Remembering the past and looking towards the future

August 8, 2014

This week marks the 69th anniversary of the appalling nuclear bombings on Hiroshima and Nagasaki in 1945. In the Philippines, the Center for Peace Education and Pax Christi partnered to launch an exhibit titled “Remembering Hiroshima and Nagasaki.” The exhibit featured images and materials from the Hiroshima Peace Museum, supplemented by artwork produced by local students.

In addition to commemorating the victims of the Hiroshima and Nagasaki bombings, the exhibit sought to educate and motivate younger generations to action. While remembering these past atrocities is, in itself important, it can also be a pathway to greater discussion about the future of nuclear weapons. Pax Christi President Mia Estipona emphasized that the exhibit was providing an opportunity “to look forward to a vision of the future. We want to live without worrying about the possible tragedies that may come,” said Estipona. “We want to have a world that is free of nuclear weapons, where we don’t have to worry about their harm and danger.” To support this focus on building a nuclear-free world, the exhibit featured a Freedom Wall where visitors could leave their thoughts and messages.

For decades, discussions about nuclear weapons have been restricted to state policy makers and security strategists, but the recent focus on the humanitarian impact has opened the door for greater public debate and civil society engagement. Any discussion about nuclear weapons needs to examine the real human and environmental impact of nuclear weapons, demonstrated by the destruction and enduring legacy of suffering in Hiroshima and Nagasaki. Loreta Castro, the Program Director of the Center for Peace Education, emphasized the importance of focusing on the real impacts and risks of nuclear weapons. “True human security does not come from having weapons, including nuclear weapons,” said Castro. “It is high time that we redefine what would bring us a more secure future.”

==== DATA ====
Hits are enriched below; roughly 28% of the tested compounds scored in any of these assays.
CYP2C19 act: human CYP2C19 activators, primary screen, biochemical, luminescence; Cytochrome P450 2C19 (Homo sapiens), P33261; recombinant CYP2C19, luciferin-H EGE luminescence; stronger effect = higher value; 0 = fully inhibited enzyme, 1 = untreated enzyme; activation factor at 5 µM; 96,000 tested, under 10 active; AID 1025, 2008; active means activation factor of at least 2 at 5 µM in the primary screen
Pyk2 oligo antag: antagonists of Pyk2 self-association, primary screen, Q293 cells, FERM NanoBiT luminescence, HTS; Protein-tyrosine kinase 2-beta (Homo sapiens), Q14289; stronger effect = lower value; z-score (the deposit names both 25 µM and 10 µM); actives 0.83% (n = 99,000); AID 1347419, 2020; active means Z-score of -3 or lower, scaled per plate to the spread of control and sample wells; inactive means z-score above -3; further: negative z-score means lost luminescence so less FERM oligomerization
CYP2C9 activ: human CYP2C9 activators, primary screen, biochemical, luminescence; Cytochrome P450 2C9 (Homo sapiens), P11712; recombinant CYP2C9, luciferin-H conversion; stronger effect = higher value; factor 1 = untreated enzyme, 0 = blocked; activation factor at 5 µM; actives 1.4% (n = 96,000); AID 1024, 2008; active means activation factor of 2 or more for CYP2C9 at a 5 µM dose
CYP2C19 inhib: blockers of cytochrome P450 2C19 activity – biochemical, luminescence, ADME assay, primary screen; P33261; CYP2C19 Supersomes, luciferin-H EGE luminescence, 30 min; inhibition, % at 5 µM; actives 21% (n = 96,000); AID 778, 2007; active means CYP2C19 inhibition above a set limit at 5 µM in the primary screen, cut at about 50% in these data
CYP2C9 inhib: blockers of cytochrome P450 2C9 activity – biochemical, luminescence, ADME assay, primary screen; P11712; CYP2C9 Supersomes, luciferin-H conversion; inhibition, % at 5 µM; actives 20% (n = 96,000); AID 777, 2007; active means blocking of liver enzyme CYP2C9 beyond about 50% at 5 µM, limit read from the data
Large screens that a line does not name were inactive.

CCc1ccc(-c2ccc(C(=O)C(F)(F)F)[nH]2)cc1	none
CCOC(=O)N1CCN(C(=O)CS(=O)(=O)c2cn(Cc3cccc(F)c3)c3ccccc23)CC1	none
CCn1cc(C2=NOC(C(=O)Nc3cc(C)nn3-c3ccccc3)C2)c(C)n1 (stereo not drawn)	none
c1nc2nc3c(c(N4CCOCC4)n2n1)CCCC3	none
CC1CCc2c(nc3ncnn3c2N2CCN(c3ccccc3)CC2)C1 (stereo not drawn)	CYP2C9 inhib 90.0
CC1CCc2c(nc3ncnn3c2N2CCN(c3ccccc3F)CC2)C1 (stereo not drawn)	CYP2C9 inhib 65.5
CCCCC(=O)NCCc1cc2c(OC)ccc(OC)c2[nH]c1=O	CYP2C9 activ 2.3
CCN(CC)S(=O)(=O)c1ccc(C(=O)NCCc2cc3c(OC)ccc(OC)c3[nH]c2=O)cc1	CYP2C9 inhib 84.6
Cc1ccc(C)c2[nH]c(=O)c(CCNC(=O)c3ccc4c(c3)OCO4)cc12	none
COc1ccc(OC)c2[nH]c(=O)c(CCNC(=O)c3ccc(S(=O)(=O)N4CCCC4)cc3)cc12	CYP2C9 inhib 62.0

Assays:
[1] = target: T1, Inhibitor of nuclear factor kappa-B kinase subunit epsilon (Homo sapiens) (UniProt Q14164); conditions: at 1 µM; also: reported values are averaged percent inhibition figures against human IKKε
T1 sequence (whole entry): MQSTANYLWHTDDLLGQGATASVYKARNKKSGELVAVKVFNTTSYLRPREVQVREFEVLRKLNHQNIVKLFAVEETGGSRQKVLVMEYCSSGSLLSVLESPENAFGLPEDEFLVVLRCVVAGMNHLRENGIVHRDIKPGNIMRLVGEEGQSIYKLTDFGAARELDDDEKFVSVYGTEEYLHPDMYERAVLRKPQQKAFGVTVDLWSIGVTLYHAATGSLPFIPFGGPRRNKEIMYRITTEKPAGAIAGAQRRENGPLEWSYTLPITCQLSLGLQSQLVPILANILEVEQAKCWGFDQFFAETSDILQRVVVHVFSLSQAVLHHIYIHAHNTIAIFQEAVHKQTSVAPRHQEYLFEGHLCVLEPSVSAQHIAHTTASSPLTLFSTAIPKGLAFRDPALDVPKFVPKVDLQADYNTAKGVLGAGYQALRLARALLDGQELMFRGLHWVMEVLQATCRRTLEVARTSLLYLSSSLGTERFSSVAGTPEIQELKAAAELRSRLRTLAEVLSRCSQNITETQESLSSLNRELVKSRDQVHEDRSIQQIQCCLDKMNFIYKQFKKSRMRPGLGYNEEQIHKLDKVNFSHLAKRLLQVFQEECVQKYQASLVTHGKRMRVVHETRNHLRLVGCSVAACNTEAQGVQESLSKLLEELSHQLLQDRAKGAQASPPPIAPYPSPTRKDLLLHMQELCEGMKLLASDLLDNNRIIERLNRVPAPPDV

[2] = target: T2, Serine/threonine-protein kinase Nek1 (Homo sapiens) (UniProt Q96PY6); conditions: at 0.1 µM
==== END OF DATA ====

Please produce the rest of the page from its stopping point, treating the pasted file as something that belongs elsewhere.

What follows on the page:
• aiweiwei

    “Let’s act up! Ban nuclear weapons completely and unconditionally.”

    Ai Weiwei Artist and activist

  • sheen

    “If Gandhi and Martin Luther King Jr were alive today, they would be part of ICAN.”

    Martin Sheen Actor and activist

  • bankimoon

    “I salute ICAN for working with such commitment and creativity.”

    Ban Ki-moon Former UN chief

  • yokoono

    “We can do it together. With your help, our voice will be made still stronger. Imagine peace.”

    Yoko Ono Artist

  • jodywilliams

    “Governments say a nuclear weapons ban is unlikely. Don’t believe it. They said the same about a mine ban treaty.”

    Jody Williams Nobel laureate

  • desmondtutu

    “With your support, we can take ICAN its full distance – all the way to zero nuclear weapons.”

    Desmond Tutu Nobel laureate

  • herbiehancock

    “Because I cannot tolerate these appalling weapons, I whole-heartedly support ICAN.”

    Herbie Hancock Jazz musician

  • dalailama

    “I can imagine a world without nuclear weapons, and I support ICAN.”

    Dalai Lama Nobel laureate